One of the consequences of the Russia-Ukraine conflict is that the countries imposing sanctions on Russia – most notably the United States – are now facing an unprecedented cybersecurity threat, as state-sponsored cyberattacks are certain to follow. Public companies, financial institutions, stock exchanges, telecommunications and energy infrastructure and states and municipalities are all likely high on Russia’s target list. A recent Harvard Business Review article notes:
Conflict in Ukraine presents perhaps the most acute cyber risk U.S. and western corporations have ever faced. Invasion by Russia would lead to the most comprehensive and dramatic sanctions ever imposed on Russia, which views such measures as economic warfare. Russia will not stand by, but will instead respond asymmetrically using its considerable cyber capability.
The U.S. Cybersecurity and Infrastructure Security Agency (CISA) recently issued a warning of the risk of Russian cyberattacks spilling over onto U.S. networks, which follows previous CISA warnings on the risks posed by Russian cyberattacks for U.S. critical infrastructure. The European Central Bank (ECB) has warned European financial institutions of the risk of retaliatory Russian cyber-attacks in the event of sanctions and related market disruptions.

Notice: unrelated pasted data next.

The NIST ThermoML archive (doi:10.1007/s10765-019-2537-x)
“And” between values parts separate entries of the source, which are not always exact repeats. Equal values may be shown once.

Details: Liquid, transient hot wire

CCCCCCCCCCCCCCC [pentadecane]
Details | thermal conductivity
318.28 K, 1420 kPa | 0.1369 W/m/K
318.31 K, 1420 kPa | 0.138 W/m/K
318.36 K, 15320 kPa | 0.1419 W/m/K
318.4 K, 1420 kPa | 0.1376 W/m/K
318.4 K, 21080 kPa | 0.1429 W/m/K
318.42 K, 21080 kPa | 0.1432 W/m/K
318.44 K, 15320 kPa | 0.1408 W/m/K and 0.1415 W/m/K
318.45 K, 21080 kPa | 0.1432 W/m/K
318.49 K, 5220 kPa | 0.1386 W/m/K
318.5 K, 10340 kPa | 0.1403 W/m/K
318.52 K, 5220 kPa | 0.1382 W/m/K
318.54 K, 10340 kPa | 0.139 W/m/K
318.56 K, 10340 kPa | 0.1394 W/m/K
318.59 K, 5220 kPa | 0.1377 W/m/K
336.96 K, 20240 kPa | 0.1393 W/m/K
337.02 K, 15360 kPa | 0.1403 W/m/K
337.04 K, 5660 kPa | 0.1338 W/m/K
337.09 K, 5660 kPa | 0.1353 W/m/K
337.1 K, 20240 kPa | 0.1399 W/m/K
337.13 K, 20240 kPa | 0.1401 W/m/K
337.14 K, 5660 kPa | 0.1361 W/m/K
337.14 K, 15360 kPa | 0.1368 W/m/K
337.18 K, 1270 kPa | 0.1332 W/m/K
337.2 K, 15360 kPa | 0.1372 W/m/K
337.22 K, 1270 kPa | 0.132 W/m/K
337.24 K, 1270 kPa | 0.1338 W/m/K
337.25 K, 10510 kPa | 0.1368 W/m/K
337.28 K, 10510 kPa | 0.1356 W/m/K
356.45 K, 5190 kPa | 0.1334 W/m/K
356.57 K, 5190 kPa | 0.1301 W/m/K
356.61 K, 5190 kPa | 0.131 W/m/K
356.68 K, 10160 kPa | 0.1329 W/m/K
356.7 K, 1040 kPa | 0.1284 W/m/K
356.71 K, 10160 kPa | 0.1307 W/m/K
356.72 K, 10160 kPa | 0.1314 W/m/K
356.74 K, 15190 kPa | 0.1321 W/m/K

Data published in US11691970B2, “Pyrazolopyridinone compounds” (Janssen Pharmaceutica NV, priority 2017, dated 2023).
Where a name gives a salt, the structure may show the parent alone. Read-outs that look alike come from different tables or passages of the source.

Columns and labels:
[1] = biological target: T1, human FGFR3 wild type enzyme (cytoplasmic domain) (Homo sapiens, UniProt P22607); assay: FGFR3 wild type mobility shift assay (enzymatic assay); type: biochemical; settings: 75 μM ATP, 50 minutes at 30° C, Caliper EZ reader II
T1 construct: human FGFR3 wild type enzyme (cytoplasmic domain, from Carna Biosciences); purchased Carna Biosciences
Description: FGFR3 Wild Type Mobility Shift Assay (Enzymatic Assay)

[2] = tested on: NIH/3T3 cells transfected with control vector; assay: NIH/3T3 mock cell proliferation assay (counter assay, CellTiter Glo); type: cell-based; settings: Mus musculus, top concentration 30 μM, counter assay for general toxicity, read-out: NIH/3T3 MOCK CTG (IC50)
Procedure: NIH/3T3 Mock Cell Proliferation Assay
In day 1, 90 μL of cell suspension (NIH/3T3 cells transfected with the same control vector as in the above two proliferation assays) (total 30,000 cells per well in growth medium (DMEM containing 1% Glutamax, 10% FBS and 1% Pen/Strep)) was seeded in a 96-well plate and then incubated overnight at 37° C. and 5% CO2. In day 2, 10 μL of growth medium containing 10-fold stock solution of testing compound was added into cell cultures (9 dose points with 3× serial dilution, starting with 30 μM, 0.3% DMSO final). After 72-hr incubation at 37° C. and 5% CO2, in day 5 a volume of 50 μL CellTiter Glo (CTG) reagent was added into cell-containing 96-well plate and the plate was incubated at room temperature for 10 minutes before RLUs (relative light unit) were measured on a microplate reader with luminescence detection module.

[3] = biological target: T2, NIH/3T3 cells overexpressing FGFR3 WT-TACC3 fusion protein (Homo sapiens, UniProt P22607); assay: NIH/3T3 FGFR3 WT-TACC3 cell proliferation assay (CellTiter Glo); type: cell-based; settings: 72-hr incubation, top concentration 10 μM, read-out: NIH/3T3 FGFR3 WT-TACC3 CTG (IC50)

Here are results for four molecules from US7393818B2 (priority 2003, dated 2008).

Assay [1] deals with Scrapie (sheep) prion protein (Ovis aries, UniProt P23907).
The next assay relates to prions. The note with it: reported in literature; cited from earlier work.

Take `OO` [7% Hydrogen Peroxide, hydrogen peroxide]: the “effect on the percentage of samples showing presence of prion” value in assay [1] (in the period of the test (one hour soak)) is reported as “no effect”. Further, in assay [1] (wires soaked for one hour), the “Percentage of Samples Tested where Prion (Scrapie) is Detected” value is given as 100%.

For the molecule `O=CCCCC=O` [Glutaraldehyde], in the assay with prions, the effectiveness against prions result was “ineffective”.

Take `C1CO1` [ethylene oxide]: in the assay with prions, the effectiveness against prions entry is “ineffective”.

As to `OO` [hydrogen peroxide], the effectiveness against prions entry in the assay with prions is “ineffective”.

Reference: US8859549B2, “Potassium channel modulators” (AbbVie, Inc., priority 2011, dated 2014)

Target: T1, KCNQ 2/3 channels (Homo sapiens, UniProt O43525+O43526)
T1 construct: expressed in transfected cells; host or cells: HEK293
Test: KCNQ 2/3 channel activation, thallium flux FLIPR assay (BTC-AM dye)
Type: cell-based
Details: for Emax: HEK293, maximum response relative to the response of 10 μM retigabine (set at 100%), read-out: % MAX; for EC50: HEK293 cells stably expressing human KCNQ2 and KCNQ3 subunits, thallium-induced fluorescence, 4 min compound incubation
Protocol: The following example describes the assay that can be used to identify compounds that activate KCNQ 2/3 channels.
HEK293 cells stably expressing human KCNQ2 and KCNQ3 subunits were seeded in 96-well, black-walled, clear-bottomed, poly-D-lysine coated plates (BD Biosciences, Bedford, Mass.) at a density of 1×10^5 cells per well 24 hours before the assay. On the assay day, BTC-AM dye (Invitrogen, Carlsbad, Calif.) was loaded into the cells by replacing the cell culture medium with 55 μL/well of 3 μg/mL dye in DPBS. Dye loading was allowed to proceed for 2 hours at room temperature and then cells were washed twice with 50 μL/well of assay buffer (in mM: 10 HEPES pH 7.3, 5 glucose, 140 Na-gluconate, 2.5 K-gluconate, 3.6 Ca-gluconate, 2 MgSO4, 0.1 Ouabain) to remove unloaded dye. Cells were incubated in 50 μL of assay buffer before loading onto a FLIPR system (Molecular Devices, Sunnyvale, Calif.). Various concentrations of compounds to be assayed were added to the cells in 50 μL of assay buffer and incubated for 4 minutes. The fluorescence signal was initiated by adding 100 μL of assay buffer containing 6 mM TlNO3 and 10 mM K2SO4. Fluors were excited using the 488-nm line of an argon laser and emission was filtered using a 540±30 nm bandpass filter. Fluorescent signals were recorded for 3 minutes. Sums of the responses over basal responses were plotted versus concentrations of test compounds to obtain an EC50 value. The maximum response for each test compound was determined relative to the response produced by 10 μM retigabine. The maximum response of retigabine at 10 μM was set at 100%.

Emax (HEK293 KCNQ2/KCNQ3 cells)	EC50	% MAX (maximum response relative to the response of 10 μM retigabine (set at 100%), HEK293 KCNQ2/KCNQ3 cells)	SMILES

As this Mandiant blog notes, we should be prepared but not panic. Our cyber defenses have evolved to handle sophisticated state-sponsored attacks, and they should hopefully be able to withstand the inevitable attacks from Russia and its allies. But it certainly is a good time to dust off those reminder emails to employees about being vigilant against attacks to corporate systems, the contingency plans for dealing with individual cyberattacks as well as disruptions to financial markets and the economy, and your disclosure plans in the event that your organization experiences a significant cybersecurity event. Check out our Cybersecurity Practice Area for some helpful resources.
– Dave Lynn